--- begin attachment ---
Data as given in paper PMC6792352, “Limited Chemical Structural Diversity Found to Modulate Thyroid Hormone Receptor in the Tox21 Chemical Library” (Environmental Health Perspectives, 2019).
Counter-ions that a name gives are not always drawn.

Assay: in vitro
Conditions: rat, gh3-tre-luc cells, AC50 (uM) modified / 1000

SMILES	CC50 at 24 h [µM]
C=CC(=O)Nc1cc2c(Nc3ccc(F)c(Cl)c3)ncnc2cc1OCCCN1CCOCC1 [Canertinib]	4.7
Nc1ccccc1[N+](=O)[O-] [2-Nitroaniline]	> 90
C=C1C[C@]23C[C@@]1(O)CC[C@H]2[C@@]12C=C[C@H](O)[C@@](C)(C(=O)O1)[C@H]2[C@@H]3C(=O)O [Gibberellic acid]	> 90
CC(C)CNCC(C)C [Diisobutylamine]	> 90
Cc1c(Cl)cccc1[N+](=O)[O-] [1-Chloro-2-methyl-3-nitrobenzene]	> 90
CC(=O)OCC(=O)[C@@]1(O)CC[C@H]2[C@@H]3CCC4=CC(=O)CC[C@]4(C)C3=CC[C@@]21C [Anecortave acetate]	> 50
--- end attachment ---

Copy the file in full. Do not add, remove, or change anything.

Data as given in paper PMC6792352, “Limited Chemical Structural Diversity Found to Modulate Thyroid Hormone Receptor in the Tox21 Chemical Library” (Environmental Health Perspectives, 2019).
Counter-ions that a name gives are not always drawn.

Assay: in vitro
Conditions: rat, gh3-tre-luc cells, AC50 (uM) modified / 1000

SMILES	CC50 at 24 h [µM]
C=CC(=O)Nc1cc2c(Nc3ccc(F)c(Cl)c3)ncnc2cc1OCCCN1CCOCC1 [Canertinib]	4.7
Nc1ccccc1[N+](=O)[O-] [2-Nitroaniline]	> 90
C=C1C[C@]23C[C@@]1(O)CC[C@H]2[C@@]12C=C[C@H](O)[C@@](C)(C(=O)O1)[C@H]2[C@@H]3C(=O)O [Gibberellic acid]	> 90
CC(C)CNCC(C)C [Diisobutylamine]	> 90
Cc1c(Cl)cccc1[N+](=O)[O-] [1-Chloro-2-methyl-3-nitrobenzene]	> 90
CC(=O)OCC(=O)[C@@]1(O)CC[C@H]2[C@@H]3CCC4=CC(=O)CC[C@]4(C)C3=CC[C@@]21C [Anecortave acetate]	> 50